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Archive for February, 2020

Rogue Writer

Over the years I have heard, read, mused, cried, laughed, feared, hated and loved so much about writing that one would think that by now I would have reached a space of detachment. 

It is not true.  I am still terrified of the blank page, I still agonise over the word count, I still over-analyse my characters, and scenes. After twenty plus years, one would imagine that I could float in a sea of calm and buoy my way through the next book with a smile and a wave. And say hey! Easy peasy, it all came so naturally! But it doesn’t come naturally, it takes effort and patience and self-discipline to write, and then to carve out the useless bits, to sculpt and skin. It takes time and deep concentration. 

I still read about writing, how to get better at it. I read other books, and learn from the style and prose of the author. I am glad for the books that have helped and motivated me to improve and enrich my writing. And taught me how to love the process of creating. It is indeed a calm flow. I have experienced it many times, and I think it is that feeling that keeps me going back to writing. This inner journey has been so important to me.

But in the outer world, there are many rules on how one must be perceived as a writer. One must stick to one publishing house, one must not stray from one’s genre, one must market and promote like an egotistical maniac. I have broken those rules. I follow the path of least resistance when it comes to the flow. As a creative, I cannot be placed in a boxed space and told how to behave. It’s not how I function. If an idea gets my heart racing, I will follow through and write the book, whether there’s money in it or not.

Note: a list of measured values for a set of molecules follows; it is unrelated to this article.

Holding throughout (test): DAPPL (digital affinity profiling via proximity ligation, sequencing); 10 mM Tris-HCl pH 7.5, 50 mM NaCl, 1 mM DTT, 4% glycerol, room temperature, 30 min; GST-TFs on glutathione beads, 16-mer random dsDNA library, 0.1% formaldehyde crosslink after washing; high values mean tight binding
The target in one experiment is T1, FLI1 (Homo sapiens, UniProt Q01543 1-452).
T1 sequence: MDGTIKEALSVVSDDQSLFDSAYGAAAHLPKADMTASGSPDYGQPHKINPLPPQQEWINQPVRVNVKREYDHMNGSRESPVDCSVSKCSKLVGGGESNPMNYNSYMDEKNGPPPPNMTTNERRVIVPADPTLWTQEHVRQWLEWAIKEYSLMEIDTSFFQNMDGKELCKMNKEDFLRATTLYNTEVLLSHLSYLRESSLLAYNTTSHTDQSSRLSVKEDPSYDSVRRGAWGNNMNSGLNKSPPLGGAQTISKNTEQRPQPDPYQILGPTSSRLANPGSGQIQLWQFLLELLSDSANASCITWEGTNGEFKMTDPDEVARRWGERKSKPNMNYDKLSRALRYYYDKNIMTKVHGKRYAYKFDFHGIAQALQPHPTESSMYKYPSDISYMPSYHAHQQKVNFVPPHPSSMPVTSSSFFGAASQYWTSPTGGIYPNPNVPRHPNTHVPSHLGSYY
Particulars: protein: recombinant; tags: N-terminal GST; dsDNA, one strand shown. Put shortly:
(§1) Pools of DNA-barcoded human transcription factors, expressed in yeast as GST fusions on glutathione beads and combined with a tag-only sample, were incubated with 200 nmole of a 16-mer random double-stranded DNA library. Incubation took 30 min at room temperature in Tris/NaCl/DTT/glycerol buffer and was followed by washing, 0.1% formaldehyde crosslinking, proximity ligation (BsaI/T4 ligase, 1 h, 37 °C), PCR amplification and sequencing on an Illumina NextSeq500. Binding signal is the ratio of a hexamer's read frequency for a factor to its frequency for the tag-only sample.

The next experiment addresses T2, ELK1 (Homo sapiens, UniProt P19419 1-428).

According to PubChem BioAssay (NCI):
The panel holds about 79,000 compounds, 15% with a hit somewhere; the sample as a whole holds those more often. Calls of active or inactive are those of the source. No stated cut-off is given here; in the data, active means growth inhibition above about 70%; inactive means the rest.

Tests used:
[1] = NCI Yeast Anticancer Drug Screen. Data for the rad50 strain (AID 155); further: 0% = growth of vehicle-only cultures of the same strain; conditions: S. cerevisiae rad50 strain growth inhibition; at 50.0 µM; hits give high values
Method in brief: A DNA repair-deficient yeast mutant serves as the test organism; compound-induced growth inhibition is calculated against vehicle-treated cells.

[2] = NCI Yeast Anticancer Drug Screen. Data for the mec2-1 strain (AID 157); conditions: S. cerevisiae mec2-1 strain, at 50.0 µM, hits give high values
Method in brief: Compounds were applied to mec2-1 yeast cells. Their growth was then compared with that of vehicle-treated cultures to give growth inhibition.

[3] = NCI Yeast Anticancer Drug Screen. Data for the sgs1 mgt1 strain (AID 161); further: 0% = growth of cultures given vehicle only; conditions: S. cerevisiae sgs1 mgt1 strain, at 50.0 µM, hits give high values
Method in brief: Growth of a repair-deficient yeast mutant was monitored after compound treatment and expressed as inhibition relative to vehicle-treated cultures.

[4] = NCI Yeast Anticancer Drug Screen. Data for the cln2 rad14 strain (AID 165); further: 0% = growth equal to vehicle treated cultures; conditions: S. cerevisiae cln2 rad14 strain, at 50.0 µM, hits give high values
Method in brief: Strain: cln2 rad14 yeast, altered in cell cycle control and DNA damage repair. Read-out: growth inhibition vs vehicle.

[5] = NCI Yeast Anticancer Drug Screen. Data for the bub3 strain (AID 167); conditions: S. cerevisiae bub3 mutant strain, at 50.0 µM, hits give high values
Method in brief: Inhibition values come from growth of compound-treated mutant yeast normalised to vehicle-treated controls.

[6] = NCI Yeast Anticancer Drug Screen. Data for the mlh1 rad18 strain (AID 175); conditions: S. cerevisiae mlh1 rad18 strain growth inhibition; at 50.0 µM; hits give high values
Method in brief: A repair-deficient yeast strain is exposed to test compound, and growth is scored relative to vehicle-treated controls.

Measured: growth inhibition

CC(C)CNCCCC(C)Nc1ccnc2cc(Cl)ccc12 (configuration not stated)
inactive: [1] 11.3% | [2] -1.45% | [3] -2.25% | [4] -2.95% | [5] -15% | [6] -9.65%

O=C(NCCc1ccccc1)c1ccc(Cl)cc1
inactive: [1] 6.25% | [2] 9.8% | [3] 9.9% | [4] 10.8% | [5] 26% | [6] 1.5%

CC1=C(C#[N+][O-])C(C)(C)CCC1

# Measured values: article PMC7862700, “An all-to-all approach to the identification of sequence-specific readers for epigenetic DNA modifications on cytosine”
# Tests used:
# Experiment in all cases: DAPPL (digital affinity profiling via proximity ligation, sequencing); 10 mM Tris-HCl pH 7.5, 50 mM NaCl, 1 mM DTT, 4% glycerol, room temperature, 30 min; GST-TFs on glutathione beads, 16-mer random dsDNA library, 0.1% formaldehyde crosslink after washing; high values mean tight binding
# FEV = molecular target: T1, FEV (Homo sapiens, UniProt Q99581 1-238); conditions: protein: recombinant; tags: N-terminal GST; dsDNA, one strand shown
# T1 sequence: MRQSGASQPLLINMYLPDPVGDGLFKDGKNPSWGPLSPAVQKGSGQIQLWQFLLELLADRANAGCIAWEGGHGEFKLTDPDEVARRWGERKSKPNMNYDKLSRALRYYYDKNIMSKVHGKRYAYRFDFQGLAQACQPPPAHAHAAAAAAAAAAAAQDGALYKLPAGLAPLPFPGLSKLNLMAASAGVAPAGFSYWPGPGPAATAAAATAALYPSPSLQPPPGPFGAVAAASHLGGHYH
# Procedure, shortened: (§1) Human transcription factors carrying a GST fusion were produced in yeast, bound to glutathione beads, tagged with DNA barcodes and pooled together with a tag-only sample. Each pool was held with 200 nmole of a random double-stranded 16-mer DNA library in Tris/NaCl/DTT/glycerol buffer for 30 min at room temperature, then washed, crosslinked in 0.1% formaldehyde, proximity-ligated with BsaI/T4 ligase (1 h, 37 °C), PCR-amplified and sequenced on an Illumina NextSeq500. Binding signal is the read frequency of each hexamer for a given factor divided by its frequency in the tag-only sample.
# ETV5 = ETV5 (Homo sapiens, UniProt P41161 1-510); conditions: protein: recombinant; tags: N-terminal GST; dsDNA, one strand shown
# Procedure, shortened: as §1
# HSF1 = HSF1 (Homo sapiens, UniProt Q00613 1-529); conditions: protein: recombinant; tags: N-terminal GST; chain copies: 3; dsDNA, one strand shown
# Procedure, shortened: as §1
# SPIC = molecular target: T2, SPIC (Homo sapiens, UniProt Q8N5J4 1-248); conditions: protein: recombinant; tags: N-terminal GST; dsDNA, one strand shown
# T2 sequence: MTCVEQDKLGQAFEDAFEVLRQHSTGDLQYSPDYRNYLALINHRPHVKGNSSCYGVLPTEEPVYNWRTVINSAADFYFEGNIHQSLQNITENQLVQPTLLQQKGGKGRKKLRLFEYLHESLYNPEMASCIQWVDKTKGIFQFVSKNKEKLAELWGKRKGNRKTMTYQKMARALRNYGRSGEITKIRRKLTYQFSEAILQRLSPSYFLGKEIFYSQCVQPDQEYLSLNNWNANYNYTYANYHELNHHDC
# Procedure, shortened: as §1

There is one particular book that touched my heart and drove me to pen it into a memoir: ‘A Gift from Above: Harini and Haresh’s Journey in Adoption‘. It is such a heartfelt sensitive story, so deeply emotional and feel-good that I simply had to write it. An instinct took over and said ‘Write!’ And I listened. It was the same feeling for when I wrote ‘Dada Vaswani: A Life in Spirituality‘. It was a gut feeling that I had to write this. No matter how overwhelming or challenging, my inner compass steered me to write the book. When I look back, I realised that it was a deeply transforming process. I had changed, I had epiphanies of my self that needed to be addressed. I was sorting a number of inner conflicts.

To write those two nonfiction books, I put one of my novels aside: Blue Jade, a thriller, a story about the black market art trade, a story that intertwines Mirabai’s journey. I feel every book has it’s destiny and Blue Jade, my tenth book, had to wait five years before it saw the light of day. It was worth the wait.

Welcome, Blue Jade! May the readers love you as much as I loved writing you.

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